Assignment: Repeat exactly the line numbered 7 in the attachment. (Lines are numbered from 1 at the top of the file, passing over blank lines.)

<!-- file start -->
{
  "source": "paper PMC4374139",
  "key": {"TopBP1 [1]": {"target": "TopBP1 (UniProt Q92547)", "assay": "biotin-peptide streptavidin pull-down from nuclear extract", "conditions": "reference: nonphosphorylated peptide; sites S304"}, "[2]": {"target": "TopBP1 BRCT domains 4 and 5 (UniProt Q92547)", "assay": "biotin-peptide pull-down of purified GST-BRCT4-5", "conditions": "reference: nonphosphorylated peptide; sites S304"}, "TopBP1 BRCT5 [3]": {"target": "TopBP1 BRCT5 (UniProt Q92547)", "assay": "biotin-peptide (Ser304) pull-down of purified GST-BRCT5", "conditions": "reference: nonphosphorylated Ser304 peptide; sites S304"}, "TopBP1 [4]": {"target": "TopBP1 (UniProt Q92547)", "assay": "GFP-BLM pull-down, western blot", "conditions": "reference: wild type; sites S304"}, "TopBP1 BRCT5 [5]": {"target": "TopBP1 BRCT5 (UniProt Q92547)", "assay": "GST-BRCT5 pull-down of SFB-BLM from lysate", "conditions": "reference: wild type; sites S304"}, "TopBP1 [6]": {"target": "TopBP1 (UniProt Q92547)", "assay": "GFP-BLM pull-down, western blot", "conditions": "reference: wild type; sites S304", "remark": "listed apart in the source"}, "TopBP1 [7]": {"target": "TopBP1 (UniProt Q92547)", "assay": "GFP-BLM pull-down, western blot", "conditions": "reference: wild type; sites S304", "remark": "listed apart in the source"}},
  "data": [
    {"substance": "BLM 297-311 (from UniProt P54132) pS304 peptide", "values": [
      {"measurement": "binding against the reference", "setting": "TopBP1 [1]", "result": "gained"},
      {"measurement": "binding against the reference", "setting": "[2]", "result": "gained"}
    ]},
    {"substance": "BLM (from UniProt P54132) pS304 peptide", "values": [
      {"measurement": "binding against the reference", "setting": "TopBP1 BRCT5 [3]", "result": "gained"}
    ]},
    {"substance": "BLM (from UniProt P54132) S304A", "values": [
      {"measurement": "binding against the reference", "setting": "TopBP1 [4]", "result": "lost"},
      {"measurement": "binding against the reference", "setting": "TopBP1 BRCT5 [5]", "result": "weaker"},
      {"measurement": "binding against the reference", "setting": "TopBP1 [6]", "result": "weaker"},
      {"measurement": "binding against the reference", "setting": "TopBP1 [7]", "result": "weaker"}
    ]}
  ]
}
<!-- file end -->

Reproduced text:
      {"measurement": "binding against the reference", "setting": "[2]", "result": "gained"}